We’re Libertarians, and we do a lot of economics, so let’s do some economic thinking.
People tend to look on this current unhappiness that is fuelling division as a matter of ethnicity or nations. We talk of Celts and English; the “Celtic Fringe” and so on. But here’s a more simple definition of what appear to be the “two parties” in the argument: Highlands and Lowlands. Here is a topographic map of Britain-
There is a pretty obvious division between highland areas and the lowland areas, which are in the South East. In general, highlands are less productive than lowlands, and this has been true of Britain for most of history. As far back as Roman times, even though Roman conquest extended far North, most of the towns and production were in the Southern Lowlands. And here’s an interesting thing; when the Roman legions left and Britain’s South East ecnonomically collapsed, it took the rest of the British Roman economy in non-conquered areas with it <i>simultaneously</i>. Even back then, Britain was economically dependent on the South East. It is easy to see why; good agricultural lands, a more benign climate, and excellent, easy transport links across the relatively low, flat landscape, compared to struggling over hills and mountains and across windswept uplands in the Highlands. Highland Britain, whether in England, Wales or Scotland, is at a natural disadvantage economically.
At the start of the Industrial Revolution, that suddenly changed, and for one simple reason. Here is a map of Britain’s coalfields-
“King Coal”- the power source of heavy industry- was located in the central, northern and western highlands. The result was obvious. For once, those areas had the productive advantage. It was cheaper to move finished goods a little further and more awkwardly than to shift millions of tons of raw coal from the North and West to the South. Britain’s political and financial centre remained in London (money is easy to move) but industry located in the upland areas.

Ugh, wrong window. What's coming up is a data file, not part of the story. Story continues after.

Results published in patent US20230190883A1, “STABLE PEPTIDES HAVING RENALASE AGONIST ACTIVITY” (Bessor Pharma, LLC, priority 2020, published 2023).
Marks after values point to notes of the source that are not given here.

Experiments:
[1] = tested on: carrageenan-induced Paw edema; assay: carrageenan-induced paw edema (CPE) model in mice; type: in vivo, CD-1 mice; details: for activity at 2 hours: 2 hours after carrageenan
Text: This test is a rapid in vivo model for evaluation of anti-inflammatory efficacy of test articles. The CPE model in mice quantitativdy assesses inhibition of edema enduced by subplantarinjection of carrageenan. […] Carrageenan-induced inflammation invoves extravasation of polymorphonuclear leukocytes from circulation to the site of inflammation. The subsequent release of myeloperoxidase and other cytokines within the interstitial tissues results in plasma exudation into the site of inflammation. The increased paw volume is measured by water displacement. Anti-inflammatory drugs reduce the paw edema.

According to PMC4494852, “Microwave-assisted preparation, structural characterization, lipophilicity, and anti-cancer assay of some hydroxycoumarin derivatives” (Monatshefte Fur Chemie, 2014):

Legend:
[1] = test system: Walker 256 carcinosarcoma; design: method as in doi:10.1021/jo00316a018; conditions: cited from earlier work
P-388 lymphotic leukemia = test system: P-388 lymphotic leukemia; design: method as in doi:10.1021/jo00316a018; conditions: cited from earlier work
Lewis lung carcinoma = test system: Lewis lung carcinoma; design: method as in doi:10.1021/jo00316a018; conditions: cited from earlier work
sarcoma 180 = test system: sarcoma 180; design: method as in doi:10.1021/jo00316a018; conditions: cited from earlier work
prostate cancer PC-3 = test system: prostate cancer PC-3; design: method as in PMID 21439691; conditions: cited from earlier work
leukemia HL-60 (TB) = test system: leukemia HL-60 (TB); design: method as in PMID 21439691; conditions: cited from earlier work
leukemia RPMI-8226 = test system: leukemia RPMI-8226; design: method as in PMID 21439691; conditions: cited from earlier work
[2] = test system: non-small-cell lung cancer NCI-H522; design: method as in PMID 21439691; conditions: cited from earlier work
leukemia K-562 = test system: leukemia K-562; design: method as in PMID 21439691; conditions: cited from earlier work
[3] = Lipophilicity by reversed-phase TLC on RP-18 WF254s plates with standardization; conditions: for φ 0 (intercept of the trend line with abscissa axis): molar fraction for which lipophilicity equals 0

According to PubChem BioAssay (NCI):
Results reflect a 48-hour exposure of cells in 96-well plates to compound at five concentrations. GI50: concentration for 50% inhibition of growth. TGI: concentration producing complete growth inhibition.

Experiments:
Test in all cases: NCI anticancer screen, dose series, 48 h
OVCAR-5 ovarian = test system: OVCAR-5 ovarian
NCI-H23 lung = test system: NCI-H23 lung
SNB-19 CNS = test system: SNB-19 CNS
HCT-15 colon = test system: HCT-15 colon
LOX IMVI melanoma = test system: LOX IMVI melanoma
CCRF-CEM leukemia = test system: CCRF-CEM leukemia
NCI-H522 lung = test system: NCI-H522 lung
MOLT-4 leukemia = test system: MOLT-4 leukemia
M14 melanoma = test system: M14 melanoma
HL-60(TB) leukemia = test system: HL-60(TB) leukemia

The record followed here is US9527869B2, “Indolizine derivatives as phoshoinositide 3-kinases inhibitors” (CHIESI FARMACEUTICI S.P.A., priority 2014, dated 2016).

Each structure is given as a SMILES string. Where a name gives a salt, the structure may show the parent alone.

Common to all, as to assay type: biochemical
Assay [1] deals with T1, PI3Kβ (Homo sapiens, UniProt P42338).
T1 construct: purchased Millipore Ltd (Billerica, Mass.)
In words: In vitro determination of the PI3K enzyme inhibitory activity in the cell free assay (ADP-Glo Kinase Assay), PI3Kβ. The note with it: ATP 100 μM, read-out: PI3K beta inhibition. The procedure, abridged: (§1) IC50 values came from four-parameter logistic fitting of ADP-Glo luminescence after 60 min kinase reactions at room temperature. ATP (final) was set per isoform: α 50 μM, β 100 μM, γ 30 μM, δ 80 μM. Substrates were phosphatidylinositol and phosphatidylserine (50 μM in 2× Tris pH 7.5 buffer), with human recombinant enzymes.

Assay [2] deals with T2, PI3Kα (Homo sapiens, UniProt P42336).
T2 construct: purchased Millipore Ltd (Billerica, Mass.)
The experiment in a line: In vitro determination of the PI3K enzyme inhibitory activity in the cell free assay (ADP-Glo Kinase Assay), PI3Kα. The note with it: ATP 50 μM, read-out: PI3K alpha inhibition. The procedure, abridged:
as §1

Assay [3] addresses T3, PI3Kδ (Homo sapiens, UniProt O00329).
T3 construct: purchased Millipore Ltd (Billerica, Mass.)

With the end of industrial greatness, and the end of the dominance of King Coal as a power source, those highland areas now had no advantage. The economy shifted South again. With the reliance of the new post-industrial economy on State-supported hyperfinance, the situation was enormously exacerbated as a permanent bubble developed in the South East around London. People seeking a fortune go where the money is, as with a Gold Rush. Not just the money miners themselves, but all the support industries they need.
The result is that the old geographically balanced economy, with multiple centres of production and wealth far from London, died. Upland citizens with no need to dig coal, no industry to power with the coal, and thus no other advantages, were left with nothing to do. The only logical conclusion would have been either to think up some new great industries that those areas could dominate (but nobody can) or for many of the residents to move south- but few of them want to do that, and the Southerners anyway prefer to import foreign migrants for various reasons much discussed elsewhere.
It is no wonder therefore that since the 1980s the “north/south divide” has magnified towards open, if verbal, aggression. The old industrial areas blame the Tories who presided over the demise of their industry and find rule by the Tories thus intolerable. They dream that freedom from London will produce an economic revival. Maybe it will. It would probably, though, make more sense to be economically than politically independent, to free themselves from the draining effects of the ever-bubbling Pound Sterling firing out of the money cannons in the City Of London; but that ironically is the one thing that the Scottish Nationalists did not want to do, and neither presumably do the Welsh Nationalists or the disaffected in Northern England.
But King Coal, the source of former regional wealth, is dead. There is no obvious replacement. It is thus unlikely that a resolution of economic disparities and the resulting regional resentments is going to be easy. Libertarian government would, of course, help enormously by pricking the financial bubble in the South East which, as I mentioned earlier, grossly exaggerates the disparity. But that, sadly, is not going to happen any time soon.